Aviation sector is hoping, unrealistically, that future “carbon capture &…

aviation-sector-is-hoping,-unrealistically,-that-future-“carbon-capture-&…

Aviation sector is hoping, unrealistically, that future “carbon capture &…

Aviation sector is hoping, unrealistically, that future “carbon capture & storage” will solve its CO2 problems
2022-01-06 17:27:00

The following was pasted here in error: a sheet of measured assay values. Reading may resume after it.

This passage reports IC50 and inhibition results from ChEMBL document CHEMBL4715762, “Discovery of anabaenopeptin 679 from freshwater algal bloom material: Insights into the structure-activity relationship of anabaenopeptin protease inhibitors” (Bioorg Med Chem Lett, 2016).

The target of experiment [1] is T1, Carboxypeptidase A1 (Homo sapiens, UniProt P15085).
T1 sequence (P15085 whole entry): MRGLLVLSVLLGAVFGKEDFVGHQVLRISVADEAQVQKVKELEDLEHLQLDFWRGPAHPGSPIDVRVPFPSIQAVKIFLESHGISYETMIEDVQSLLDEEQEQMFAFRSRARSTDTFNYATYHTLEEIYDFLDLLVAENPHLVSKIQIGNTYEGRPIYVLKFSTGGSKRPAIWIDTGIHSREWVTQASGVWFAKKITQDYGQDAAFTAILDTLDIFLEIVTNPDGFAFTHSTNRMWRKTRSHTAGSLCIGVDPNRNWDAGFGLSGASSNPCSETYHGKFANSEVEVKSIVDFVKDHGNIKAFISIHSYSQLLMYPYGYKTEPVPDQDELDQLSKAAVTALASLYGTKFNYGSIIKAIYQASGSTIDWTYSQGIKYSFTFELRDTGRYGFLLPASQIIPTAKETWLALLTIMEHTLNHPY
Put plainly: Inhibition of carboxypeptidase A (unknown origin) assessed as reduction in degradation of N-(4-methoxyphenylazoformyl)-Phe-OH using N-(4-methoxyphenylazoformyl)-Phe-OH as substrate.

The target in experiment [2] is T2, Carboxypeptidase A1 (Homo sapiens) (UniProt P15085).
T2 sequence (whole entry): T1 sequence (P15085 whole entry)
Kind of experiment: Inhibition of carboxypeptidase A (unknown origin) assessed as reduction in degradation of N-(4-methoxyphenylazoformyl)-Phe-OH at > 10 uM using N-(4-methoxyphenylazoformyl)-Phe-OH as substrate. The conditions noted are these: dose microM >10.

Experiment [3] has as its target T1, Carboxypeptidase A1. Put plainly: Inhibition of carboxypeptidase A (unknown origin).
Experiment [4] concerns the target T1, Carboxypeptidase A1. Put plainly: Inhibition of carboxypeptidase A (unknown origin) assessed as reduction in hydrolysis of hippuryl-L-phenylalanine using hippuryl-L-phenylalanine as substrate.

There is a presumption in all future climate scenarios, aiming to get to “net zero” by 2050 (or whenever) that “negative carbon technologies” will have to be used. It will be essential to try to remove some of the CO2 from the global atmosphere.  Obviously, a more effective way to keep global CO2 to a lower figure would be to stop emitting it, over the next decade or two decades. But governments and businesses, including the aviation sector, are not keen on doing that; it would be bad for business.  Even the most optimistic forecasts for the amount of carbon that could be captured by DACCS (Direct Air Carbon Capture and Storage) would only be a tiny % of annual emissions, let alone the millions of tonnes emitted in the past. The technology is expensive and uses a great deal of energy. So far, the only carbon capture that has been profitable has been pumping the captured CO2 into depleting oil and gas fields, in order to get out more oil and gas (totally negating the purpose of capturing the CO2 in the first place). Aviation will want people to believe in the future magical abilities of this tech – people need to be very sceptical indeed.  Beware dangerous greenwash. .Tweet   SUSTAINABLE FUTURE ‘For us, it is not a solution’: Enel CEO skeptical over the use of carbon capture NOV 25 2021 By Anmar Frangoul (CNBC) “There is a rule of thumb here: if a technology doesn’t really pick up in five years … you better drop it,” Starace says. The CEO was speaking after Enel published a strategic plan for 2022-24 and laid out its aims for the years ahead. The CEO of multinational Italian energy firm Enel has expressed doubt on the usefulness of carbon capture and storage, suggesting the technology is not a climate solution. “We have tried and tried — and when I say ‘we’, I mean the electricity industry,” Francesco Starace told CNBC’s Karen Tso on Wednesday. “You can imagine, we tried hard in the past 10 years — maybe more, 15 years — because if we had a reliable and economically interesting solution, why would we go and shut down all these coal The European Commission, the EU’s executive arm, has described carbon capture and storage as a suite of technologies focused on “capturing, transporting, and storing CO2 emitted from power plants and industrial facilities.” The idea is to stop CO2 “reaching the atmosphere, by storing it in suitable underground geological formations.” The Commission has said the utilization of carbon capture and storage is “important” when it comes to helping lower greenhouse gas emissions. This view is based on the contention that a substantial proportion of both industry and power generation will still be reliant on fossil fuels in the years ahead. Enel’s Starace, however, seemed skeptical about carbon capture’s potential. “The fact is, it doesn’t work, it hasn’t worked for us so far,” he said. “And there is a rule of thumb here:  If a technology doesn’t really pick up in five years — and here we’re talking about more than five, we’re talking about 15, at least — you better drop it.” There are other climate solutions, Starace said. “Basically, stop emitting carbon,” he said. “I’m not saying it’s not worth trying again but we’re not going to do it. Maybe other industries can try harder and succeed. For us, it is not a solution.” Carbon capture technology is often held up as a source of hope https://www.cnbc.com/2021/07/20/climate-crisis-and-carbon-capture-why-some-are-worried-about-its-role.html in reducing global greenhouse gas emissions, featuring prominently in countries’ climate plans as well as the net-zero strategies of some of the world’s largest oil and gas companies. Proponents of these technologies believe they can play an impor

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